The man who dies with the most toys…is dead. - Rootboy

  13. #13
    Senior Member ijsbrand's Avatar
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    Quote Originally Posted by jeirvine View Post
    Love it. Roubaix also tends to bring out the C&V tech - wider tires (up to 30mm), longer wheelbases, steel bottle cages, even an old Mavic Open Pro got ridden yesterday.
    | The bikes and tech of Paris-Roubaix 2015
    That Mavic wheel was given to Sep Vanmarcke, who bitterly complained it was 87 years old, and would not roll.

  14. #14
    Senior Member ramzilla's Avatar
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    I can't believe that guy is working those rocks without wearing gloves. Man, his hands must be rough. No wonder he doesn't have a girlfriend.
    Univega, Miyata, Fuji, Kuwahara, Shogun, Ishiwata, Centurion

  15. #15
    Disco Infiltrator Darth Lefty's Avatar
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    Quote Originally Posted by kroozer View Post
    Here in Mexico we have our own version of pavé, called empredrado. But instead of artisan-carved blocks, it's just plain old rocks with some gravel in between. Many streets are covered with this. It's the worst.
    We have several-kilo river rocks here that we sometimes call Folsom Potatoes. They were turned up in enormous piles of tailings for gold dredging. At one point, prior to asphalt being the norm, they were quarried and sent down the river to San Francisco to serve as pavers. I imagine the effect of random sized and shaped cobbles on a steel-tire carriage wheel was terrible. I hope the L'Eroica CA people got to ride on them.
    Genesis 49:17

  16. #16
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    Many years ago, on a business trip to France, just south of Paris, I brought my Bike Friday. On a Saturday morning I set off through the countryside, point to point through tiny villages, looking for the classic black and white arrow signs to guide my way. At one point I saw a club ride coming in the opposite direction, middle aged gentlemen with rather large bellies and legs of steel, chatting each other up on a warm and sunny late spring day. At one point I seemed to ride through a see of flax, the grass growing right up to the edge of the road, golden, ready to harvest. It was like riding in heaven.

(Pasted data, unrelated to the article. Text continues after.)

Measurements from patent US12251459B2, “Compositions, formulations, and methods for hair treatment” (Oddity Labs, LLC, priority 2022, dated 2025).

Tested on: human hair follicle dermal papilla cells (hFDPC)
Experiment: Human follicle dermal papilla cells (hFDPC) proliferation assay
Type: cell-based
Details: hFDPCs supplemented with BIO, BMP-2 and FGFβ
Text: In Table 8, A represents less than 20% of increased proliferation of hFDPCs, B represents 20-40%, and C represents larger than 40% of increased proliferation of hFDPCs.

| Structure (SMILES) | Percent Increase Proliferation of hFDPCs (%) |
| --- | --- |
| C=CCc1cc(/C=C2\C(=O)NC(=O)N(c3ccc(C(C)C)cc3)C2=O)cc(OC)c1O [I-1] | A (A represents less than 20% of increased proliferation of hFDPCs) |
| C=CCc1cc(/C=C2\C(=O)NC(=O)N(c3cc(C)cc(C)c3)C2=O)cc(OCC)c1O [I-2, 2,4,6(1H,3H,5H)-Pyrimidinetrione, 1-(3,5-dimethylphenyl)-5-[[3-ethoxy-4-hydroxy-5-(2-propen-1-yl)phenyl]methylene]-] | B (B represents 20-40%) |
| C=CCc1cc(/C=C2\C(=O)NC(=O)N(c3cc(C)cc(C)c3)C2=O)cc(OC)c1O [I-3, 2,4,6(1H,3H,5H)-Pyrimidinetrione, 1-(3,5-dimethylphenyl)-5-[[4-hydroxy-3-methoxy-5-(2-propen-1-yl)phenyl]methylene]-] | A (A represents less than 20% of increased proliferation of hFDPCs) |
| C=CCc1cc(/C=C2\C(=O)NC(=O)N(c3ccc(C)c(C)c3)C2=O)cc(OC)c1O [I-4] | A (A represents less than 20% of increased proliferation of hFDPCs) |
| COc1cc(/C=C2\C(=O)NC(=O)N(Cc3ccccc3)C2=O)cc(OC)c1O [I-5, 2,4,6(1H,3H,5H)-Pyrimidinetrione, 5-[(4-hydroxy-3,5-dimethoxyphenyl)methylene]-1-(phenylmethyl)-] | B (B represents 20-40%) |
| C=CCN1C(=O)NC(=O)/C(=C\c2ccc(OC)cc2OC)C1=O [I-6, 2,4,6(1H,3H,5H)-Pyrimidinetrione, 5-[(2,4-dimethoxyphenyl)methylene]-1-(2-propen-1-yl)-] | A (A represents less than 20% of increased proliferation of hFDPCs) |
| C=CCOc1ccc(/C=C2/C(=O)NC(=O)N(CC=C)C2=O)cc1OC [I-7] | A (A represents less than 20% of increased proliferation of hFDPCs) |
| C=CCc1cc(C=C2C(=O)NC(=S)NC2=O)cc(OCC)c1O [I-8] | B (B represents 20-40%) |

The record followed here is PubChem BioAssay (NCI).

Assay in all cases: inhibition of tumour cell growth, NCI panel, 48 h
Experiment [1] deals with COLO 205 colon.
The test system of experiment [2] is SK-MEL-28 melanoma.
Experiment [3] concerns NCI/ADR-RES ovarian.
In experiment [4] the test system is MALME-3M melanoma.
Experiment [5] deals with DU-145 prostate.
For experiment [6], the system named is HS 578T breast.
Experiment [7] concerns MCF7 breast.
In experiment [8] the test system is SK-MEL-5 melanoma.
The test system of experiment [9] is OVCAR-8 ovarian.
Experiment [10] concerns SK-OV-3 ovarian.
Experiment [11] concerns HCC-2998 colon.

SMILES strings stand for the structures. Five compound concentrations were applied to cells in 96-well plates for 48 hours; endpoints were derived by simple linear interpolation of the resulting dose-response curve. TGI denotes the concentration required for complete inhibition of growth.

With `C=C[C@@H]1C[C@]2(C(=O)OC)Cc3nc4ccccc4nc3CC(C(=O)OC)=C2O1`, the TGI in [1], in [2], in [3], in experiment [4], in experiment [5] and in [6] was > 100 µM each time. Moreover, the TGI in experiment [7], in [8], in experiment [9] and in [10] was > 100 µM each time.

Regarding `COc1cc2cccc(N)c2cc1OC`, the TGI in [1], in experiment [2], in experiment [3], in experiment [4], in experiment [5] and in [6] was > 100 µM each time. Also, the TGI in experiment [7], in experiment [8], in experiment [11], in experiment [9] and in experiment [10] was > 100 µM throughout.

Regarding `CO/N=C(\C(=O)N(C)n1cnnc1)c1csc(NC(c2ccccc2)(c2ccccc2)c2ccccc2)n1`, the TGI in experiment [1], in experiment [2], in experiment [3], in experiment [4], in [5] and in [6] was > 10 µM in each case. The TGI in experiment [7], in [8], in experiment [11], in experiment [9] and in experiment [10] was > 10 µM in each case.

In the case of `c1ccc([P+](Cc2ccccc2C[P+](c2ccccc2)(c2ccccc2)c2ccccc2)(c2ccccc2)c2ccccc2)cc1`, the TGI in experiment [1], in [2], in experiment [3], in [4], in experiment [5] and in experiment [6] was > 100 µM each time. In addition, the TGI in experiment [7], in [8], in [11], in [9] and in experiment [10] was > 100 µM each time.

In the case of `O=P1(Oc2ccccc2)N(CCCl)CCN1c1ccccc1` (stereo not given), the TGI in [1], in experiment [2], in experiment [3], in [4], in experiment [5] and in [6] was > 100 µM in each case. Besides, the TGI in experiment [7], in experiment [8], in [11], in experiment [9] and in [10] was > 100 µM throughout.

Then, nearing the end of my ride, I noted a small, dotted line on the map the hotel concierge gave me, one that started at the edge of a village and ended up on the road back to the hotel. In tiny letters alongside the line it appeared that the word "pave" was printed in italics. I wandered through the town, up and down a few dead end streets, until I found one that had a small path at the end. Wheeling my bike through the small opening in the stone fence, I could see that this was indeed the famed pave. The map showed it to be only about one kilometer, so off I went.

    It was the most bone jarring ride that I'd ever made on a non-mountain bike. Pride made me not stop, but I did worry about flatting, even breaking my frame! When I returned to my hotel, my cyclometer read 120km for the day.

    To think of riding not one but nearly 50 kilometers on pave, as part of nearly 300 for the day, at race speed, in cold, pouring rain is mind boggling. If you get a chance to ride in France, seek out a small section of pave. Make sure you have spare tubes, perhaps a tire folded up in your kit. Go for it, you'll have a story to tell.

  17. #17
    vintage motor kroozer's Avatar
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    When I was touring in Portugal in 1978 we purposely went out of our way to ride on a stretch of stone road built by the Romans. Within about 5 seconds we realized it was a big mistake.